Tales of bad faith, cold feet and price manipulation.
Lollipops"/fn1/ and "loopholes." "Islands" and "peninsulas." Utilities have invented a colorful new lexicon to explain what's...
Interdependent Principles intended to provide a "framework" for utility-specific restructuring negotiations. Original signatories included the state's Office of Attorney General and the Division of Energy Resources; five of the eight IOUs regulated by the state; and groups representing business consumers, environmentalists, and nonutility generators. These Interdependent Principles are fundamentally the same as those submitted to the Rhode Island PUC, with some language differences.
On August 16, the DPU issued a decision in the restructuring docket, concluding that it had the legal authority to order the unbundling of electric rates, and that such unbundling was necessary to provide accurate price signals (Order, D.P.U. 95-30, Aug. 16, 1995). As to stranded costs, the DPU ruled that although the record did not establish a clear legal entitlement to recover stranded costs, "responsible policy must provide electric utilities a reasonable opportunity to recover net, nonmitigatable stranded costs during the transition period." Again, the DPU found that it had the legal authority to implement this stranded-cost policy.
While not specifically adopting the Interdependent Principles, the DPU outlined a set of broad principles consistent with those submitted by the coalition. Seven of these articulated the basic elements of the future industry structure, including the broadest possible customer choice; functionally separated generation, transmission, and distribution services; full and fair competition in generation markets; and support for the goals of environmental regulation. Five additional principles addressing the transition included pledges to honor existing commitments, unbundle rates, and maintain DSM programs. The DPU ordered each state IOU to file restructuring proposals that include sample rates for unbundled generation, transmission, distribution, and ancillary services, as well as a proposed stranded-cost charge. The first three IOU proposals are due by mid-February 1996.
Wisconsin regulators credit their progressive regulation for the state's relatively low electric rates. To ensure that the state retains its competitive edge, the Wisconsin PSC initiated an investigation last year to examine whether the electric industry's "fundamental structural and regulatory underpinnings" should be changed (Re Electric Utility Company Structure and Regulation, Dkt. 05-EI-114, Sept. 8, 1994, 154 PUR4th 509). Forty-seven parties filed comments in that docket last November.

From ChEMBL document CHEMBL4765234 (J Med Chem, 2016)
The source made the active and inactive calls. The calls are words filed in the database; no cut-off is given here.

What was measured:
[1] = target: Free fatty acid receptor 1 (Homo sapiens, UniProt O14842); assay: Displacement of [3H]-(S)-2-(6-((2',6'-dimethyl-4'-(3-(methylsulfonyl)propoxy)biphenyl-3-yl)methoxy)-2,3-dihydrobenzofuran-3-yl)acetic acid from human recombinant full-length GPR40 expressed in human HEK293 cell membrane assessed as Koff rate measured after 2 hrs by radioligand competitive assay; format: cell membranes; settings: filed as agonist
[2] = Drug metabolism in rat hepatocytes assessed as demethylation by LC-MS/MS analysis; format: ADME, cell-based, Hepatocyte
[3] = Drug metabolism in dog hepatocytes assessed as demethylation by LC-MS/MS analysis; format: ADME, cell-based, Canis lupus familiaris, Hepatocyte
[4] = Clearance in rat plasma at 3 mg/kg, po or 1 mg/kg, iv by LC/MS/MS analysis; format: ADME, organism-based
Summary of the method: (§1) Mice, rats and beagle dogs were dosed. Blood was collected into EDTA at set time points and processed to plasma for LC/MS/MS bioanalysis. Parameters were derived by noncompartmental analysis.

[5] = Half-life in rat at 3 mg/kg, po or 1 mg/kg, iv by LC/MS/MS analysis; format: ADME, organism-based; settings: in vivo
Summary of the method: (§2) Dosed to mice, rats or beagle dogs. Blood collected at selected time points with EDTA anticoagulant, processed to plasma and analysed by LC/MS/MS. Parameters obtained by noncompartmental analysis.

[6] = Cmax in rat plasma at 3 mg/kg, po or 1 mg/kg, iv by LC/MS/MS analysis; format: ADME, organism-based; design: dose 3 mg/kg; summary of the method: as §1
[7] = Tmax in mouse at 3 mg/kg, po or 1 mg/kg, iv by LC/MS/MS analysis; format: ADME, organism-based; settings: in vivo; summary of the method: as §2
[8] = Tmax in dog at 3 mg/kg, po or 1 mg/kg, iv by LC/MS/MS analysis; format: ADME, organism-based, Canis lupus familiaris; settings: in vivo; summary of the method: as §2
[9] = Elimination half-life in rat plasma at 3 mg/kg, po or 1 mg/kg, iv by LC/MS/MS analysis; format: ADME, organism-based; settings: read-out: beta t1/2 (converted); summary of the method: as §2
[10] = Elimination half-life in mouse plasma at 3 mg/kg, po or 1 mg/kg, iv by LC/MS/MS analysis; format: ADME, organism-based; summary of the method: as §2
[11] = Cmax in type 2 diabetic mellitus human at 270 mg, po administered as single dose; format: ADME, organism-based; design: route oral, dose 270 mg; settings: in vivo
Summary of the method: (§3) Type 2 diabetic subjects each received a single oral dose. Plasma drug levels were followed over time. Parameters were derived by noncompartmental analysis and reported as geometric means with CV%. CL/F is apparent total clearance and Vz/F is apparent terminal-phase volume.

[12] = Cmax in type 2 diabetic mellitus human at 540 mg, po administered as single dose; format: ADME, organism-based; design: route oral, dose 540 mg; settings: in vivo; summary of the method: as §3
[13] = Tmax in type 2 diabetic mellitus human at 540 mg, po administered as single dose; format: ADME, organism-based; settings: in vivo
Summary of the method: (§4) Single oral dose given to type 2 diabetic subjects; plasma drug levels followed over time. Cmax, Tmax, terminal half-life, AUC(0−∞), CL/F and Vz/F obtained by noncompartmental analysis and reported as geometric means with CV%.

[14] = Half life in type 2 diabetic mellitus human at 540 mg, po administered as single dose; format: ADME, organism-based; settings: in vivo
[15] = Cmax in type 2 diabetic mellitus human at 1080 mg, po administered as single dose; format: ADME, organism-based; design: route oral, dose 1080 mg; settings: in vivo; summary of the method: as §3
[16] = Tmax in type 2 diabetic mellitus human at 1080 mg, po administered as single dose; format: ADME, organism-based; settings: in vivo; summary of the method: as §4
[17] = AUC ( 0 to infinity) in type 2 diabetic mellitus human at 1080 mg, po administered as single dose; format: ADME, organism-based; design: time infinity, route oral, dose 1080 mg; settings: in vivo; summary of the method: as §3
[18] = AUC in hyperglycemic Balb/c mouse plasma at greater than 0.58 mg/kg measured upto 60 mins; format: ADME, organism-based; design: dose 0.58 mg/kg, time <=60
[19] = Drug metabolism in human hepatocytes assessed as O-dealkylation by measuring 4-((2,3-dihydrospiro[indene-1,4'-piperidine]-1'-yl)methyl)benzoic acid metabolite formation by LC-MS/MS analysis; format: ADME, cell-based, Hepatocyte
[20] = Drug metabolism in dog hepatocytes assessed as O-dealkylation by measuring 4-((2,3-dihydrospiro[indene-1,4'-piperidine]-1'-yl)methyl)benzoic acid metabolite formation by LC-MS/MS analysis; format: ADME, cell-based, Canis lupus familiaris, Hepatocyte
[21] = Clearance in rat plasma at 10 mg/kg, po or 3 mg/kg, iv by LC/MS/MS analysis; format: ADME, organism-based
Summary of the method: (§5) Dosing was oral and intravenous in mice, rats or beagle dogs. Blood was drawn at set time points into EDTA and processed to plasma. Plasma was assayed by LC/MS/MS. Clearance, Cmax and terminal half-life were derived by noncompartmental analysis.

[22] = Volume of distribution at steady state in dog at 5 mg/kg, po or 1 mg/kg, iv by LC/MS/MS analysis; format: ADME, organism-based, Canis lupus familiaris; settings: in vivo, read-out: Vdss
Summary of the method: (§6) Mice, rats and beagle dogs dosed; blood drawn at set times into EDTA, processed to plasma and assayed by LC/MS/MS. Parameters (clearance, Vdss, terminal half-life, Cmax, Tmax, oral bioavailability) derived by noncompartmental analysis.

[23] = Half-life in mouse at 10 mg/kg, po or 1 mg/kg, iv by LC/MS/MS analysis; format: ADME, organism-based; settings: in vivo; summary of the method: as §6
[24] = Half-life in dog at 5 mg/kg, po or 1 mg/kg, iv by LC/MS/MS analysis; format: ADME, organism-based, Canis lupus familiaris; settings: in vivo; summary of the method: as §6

In January the PSC outlined the objectives and principles that will guide its investigation. The objectives are to create a system "that sends accurate price signals to customers," maximizes "the number and diversity of service offerings," and "provides maximum economic efficiency and environmental stewardship." The principles state that all customer classes should at least be held harmless from any changes, competitive markets are preferred to regulation, and that "regulatory, social, environmental, and financial commitments" made in the past cannot and should not be ignored or discarded in the transition.
The PSC then established a 22-member Advisory Committee, including representatives of diverse
interests, to develop recommended actions. The Advisory Committee decided to address transmission, generation, and distribution issues separately. In May, the Committee submitted an interim report that set forth three transmission system alternatives:
Statewide TransCo. An independent, regulated monopoly that would acquire transmission assets from current owners at embedded cost.
Shared System with Independent Operator. Functionally equivalent to a statewide TransCo, without